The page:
The mayor’s office has sent over 50 letters to parents of Oswego State students that were arrested in the city of Oswego for alcohol and vandalism-related incidents since the practice began in mid-September.
According to Mayor Randy Bateman, the purpose of informing students’ parents when they are arrested is to make them more accountable for their actions.
"Hopefully it’ll tell them that if you do this, there will be consequences," Bateman said.
While the mayor’s office sends the actual letters to parents, the process is a collaborative effort between the mayor, Oswego City Police and Oswego State, according to City Police Captain Tory DeCaire
"If a person is arrested for an offense in which alcohol is a factor, and if the defendant is currently a student at SUNY Oswego, a letter is sent from the mayor’s office to the defendants parents informing them of the incident," DeCaire said.
The letter sent by the mayor’s office is a form letter with the charge filled in and details provided.
The students are usually cooperative, admit that they attend Oswego State and voluntarily provide police with their home address.
The Family Educational Rights and Privacy Act (FERPA) allows schools to provide personal information to other organizations or agencies in similar instances.
"We’ve never been asked to provide a student’s home address, but we would help them if they needed it," James Scharfenberger, Oswego State’s dean of students, said.
Scharfenberger admits that while the college’s involvement is minimal, it is part of a broader effort to promote good relations between the city and the college community.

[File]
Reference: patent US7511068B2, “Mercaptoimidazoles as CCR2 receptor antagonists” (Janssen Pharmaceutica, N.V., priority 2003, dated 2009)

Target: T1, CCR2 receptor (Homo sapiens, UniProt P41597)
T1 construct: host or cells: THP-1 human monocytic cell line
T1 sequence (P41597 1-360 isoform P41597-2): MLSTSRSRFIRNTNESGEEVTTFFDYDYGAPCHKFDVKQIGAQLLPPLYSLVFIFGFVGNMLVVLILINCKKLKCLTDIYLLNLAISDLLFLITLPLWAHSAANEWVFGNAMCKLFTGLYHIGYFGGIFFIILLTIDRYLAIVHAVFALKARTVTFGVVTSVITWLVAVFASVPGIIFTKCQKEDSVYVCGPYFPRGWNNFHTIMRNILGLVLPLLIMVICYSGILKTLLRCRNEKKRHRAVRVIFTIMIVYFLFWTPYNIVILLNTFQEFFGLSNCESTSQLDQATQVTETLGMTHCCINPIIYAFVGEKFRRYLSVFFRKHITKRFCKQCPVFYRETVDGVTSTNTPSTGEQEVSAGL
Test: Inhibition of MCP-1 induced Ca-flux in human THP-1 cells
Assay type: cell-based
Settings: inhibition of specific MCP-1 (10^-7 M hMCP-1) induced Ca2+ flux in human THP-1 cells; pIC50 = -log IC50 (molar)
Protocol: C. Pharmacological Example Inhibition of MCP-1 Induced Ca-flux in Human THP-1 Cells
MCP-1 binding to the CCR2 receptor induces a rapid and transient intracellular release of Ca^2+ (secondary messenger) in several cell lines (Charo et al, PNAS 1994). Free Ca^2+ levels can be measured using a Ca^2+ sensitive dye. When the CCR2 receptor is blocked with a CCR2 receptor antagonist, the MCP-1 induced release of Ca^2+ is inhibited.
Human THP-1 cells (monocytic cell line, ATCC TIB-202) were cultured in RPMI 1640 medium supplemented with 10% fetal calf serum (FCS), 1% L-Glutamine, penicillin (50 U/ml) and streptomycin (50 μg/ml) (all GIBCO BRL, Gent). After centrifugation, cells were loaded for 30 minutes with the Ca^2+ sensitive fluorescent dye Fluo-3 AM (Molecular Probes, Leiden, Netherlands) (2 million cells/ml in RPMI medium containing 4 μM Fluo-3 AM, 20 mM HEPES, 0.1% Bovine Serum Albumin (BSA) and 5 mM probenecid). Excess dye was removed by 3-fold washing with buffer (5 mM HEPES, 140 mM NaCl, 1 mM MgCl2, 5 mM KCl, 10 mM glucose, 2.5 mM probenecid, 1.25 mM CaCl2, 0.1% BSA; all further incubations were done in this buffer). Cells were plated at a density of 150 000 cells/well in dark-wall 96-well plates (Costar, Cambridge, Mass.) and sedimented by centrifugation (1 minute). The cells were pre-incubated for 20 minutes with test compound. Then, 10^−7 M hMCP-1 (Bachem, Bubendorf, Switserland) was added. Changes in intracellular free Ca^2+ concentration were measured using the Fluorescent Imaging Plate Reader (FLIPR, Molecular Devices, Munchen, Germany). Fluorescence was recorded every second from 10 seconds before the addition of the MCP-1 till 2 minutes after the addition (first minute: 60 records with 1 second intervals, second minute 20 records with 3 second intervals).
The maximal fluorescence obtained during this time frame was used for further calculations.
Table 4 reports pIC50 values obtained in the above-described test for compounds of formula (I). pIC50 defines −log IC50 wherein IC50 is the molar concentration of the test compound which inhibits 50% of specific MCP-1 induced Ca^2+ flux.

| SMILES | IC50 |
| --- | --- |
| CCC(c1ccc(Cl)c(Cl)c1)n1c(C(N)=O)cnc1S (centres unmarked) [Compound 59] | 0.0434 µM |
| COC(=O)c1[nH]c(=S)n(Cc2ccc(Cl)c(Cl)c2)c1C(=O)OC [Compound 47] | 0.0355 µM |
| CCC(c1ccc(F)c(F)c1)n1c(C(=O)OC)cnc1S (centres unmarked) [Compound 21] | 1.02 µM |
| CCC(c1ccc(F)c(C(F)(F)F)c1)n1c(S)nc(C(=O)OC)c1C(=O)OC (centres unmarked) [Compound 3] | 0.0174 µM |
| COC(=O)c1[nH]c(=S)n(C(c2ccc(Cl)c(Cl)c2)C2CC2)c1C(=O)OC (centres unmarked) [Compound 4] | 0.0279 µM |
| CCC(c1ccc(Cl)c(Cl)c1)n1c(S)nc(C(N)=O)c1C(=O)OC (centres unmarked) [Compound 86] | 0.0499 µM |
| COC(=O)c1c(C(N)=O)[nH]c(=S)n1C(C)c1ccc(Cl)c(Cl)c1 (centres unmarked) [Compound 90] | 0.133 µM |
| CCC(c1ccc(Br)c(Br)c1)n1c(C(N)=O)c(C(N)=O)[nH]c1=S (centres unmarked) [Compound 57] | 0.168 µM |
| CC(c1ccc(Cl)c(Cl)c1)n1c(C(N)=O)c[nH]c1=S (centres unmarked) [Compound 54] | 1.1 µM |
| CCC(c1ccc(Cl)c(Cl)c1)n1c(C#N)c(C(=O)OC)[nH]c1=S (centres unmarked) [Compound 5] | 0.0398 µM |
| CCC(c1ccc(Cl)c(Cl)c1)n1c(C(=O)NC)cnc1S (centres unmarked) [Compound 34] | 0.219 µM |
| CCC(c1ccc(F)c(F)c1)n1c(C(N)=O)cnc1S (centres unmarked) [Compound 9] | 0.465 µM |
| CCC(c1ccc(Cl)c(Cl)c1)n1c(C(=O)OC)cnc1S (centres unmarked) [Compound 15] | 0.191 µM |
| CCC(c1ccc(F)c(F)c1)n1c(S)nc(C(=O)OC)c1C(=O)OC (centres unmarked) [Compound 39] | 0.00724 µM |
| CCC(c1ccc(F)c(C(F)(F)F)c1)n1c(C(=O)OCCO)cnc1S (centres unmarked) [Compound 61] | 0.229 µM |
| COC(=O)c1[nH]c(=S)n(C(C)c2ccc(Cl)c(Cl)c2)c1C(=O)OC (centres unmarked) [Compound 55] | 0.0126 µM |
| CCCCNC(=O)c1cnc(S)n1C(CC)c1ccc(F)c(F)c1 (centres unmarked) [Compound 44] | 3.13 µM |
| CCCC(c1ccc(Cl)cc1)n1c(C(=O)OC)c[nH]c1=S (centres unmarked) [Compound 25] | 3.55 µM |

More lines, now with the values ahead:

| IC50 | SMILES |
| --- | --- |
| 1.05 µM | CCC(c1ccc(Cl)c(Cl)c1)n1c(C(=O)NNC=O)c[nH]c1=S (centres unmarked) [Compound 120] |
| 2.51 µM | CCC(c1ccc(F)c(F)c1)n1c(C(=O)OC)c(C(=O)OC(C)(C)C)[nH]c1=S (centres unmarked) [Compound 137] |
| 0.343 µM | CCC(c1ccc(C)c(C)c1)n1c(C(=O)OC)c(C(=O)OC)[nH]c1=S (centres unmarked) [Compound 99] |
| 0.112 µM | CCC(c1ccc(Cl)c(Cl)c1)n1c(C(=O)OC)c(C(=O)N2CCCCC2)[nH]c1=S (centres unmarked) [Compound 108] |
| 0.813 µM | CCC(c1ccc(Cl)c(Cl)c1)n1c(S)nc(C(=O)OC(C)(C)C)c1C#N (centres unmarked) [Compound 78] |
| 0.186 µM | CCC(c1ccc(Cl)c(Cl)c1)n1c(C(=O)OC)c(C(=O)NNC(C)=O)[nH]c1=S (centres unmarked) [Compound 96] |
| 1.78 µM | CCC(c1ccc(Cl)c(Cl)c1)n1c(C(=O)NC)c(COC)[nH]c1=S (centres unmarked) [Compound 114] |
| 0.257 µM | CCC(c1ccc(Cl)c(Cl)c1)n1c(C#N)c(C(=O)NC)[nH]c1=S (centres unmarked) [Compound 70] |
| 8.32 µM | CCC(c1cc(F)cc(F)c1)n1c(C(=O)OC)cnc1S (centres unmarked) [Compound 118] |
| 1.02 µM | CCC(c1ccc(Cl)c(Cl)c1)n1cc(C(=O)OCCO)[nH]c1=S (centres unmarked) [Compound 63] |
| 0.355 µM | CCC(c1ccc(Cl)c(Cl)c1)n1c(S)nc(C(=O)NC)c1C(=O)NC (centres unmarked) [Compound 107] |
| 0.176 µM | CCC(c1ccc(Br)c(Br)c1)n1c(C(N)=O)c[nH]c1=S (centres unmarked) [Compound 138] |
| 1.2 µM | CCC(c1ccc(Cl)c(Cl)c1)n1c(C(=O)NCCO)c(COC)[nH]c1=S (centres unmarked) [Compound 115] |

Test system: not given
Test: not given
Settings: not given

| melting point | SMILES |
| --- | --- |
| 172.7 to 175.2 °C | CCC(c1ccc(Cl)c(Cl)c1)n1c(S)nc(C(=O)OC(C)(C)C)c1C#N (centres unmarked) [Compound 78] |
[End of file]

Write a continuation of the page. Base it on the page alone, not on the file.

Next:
Many of the arrests that occur involve issues such as open container law violations, underage drinking, public urination and vandalism.
"You have citizens who are not thinking about the consequences of their actions," Scharfenberger said.
Students often don’t initially realize the impact of their actions in the city of Oswego beyond their own personal consequences.
"They represent us and every student is part of the community," Scharfenberger said.
Most students have been relatively quick to admit that their actions were inappropriate, and the feedback from parent has been mostly positive, Bateman said.
"We’ve had a couple of parents that have questioned the procedure, but many have said they were happy to know about the incident," Bateman said.
Oswego City Police have also received a good deal of positive feedback from parents that have received letters.
"We have received a lot of positive feedback from parents who appreciate being informed," DeCaire said. "I personally am unaware of any negative feedback from the practice."
The city, police, and the college are all concerned with improving the relationship between the college and local communities.
"By keeping parents informed as to their son or daughter’s unlawful actions and/or alcohol use on and off campus, we have taken a step toward strengthening our relationship and improving the overall quality of life for everyone in the city of Oswego," DeCaire said.
Bateman said that none of the letters mailed have been to students from the immediate area and that he plans to continue the practice of notifying parents.
"You wouldn’t do this at home and we want to send the message that when you come to our community, we expect you to act the same way," Bateman said.
According to Scharfenberger, despite the program’s success, the college will continue to evaluate it for the future.